A change had to be made. The program was growing stale and the fan base restless. After Mike Riley left for Nebraska, Bobby DeCarolis swung for the fences and coaxed Gary Andersen away from Wisconsin — signaling a big change for OSU athletics in general. The Beavers are ready to play with the big boys.
But while the early results are encouraging (more urgency, more contact in practices, and recruiting more physically-ready players), much of Beaver Nation needs to stop proclaiming ( sometimes blindly) that everything Andersen does is better than Mike Riley — and that Andersen will win more games.
Here’s three assumptions about Andersen vs. Riley that are quite frankly annoying.
1. Spread will cure OSU’s offensive woes. Sure, it might be more fast-paced and exciting than the pro style offense is. However, Pac-12 teams will be ready for the Beavers’ new offense, as every team, but Stanford, runs some variation of spread. Gone is the advantage that the pro-style offense gave OSU… that teams didn’t prepare for it on a week-to-week basis. When in synch, Riley’s offense was a sight to behold and downright hard to stop. With a new QB, players adjusting to a new offense, and opponents knowing the spread better, there’s a good chance OSU’s offense will struggle at times this season .
2. Andersen & Co. will do better recruiting. When fans point out that new coaching staff is going after and offering more elite prospects than Riley’s staff did, I have to laugh, LOUDLY. Riley offered plenty of A-list recruits. But him and his staff were realistic and didn’t spend a lot of time on athletes they knew were unlikely to visit, much less commit to OSU. They understood the advantages and challenges of recruiting to Corvallis. Andersen’s staff has energy and momentum, especially in Florida. But what happens when it wears off? Can they dig in? That remains to be seen. Either way, don’t expect an influx of 4- and 5-star recruits all of sudden.
3. More close knit. This is the one that gets me the most. How soon fans forget that the family atmosphere that Riley and his staff cultivated was highly revered. There were countless stories from players’ parents to bus drivers about the culture in Corvallis. Heck, even the most cynical of journalists wrote about the Beavers’ family atmosphere — and how refreshing and rare it was in this day and age of college athletics. Speaking of the media, I know some players have said it feels more like family these days, but you know what, coach speak isn’t limited to just coaches. Players aren’t going to come out and say something isn’t as good under a new coaching staff.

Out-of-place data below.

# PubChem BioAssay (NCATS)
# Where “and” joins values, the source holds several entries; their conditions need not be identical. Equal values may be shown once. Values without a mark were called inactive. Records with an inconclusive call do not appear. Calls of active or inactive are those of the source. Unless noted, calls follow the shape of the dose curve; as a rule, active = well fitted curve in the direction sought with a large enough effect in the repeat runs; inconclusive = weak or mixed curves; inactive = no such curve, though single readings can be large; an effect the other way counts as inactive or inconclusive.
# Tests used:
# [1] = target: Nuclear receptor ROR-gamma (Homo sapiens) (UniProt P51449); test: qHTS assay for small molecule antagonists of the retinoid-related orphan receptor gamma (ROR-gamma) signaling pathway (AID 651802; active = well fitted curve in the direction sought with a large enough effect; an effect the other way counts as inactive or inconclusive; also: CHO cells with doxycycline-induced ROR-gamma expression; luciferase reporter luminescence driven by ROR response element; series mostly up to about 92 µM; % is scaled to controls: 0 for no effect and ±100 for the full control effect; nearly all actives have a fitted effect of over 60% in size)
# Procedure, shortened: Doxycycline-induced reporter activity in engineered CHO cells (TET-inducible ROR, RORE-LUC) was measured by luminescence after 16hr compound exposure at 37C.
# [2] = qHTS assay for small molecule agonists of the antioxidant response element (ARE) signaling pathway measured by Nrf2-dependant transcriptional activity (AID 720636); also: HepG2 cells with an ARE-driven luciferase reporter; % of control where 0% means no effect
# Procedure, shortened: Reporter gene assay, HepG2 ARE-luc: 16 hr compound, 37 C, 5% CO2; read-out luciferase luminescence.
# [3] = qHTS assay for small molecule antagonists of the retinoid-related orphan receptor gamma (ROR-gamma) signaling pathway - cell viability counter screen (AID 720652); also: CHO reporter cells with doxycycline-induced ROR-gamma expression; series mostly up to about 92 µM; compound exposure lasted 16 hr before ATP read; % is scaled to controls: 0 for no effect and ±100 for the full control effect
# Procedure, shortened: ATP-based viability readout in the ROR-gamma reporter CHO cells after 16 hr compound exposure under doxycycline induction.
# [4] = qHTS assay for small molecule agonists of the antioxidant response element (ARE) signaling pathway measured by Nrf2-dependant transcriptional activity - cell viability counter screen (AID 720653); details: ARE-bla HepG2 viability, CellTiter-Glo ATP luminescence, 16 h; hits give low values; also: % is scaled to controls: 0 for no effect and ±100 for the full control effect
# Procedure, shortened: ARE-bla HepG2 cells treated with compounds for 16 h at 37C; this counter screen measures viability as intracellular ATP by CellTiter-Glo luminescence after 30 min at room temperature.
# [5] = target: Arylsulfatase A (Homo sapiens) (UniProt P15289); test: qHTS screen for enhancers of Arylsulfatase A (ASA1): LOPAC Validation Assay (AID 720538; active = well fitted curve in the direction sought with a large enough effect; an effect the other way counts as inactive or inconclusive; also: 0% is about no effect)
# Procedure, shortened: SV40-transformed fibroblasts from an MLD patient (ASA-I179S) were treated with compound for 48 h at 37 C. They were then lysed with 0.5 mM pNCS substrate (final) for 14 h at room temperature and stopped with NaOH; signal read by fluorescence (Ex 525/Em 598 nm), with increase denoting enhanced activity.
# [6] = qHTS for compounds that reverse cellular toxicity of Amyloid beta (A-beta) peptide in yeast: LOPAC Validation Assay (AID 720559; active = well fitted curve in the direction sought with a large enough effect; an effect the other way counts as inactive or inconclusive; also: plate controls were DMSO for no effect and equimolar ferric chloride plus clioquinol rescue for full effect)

The bottom line is that it’s shocking and disappointing how quick some fans are to rip on Riley now that he’s gone. Like nothing he did was good enough. To them, I say: Do you remember what it was like before Riley came to OSU? When Dennis Erickson left? Both times, Riley came in and gave OSU football and its followers hope. He built solid foundations, molded well-rounded student athletes, and did it all the right way. In short, Riley did far more good for OSU, than harm. So why all the bemoaning?
Look, I am excited for a new era of Beavers football. But I’m not ready to anoint Andersen and Co. as saviors. I believe it takes a special kind of coaching staff to understand and embrace OSU/Corvallis — and then win, thrive, and sustain it all. So while I like the energy and excitement Andersen and his staff have brought to the program, I’m taking a “wait-and-see” approach. Change can be good, but does it always work that way? (RW)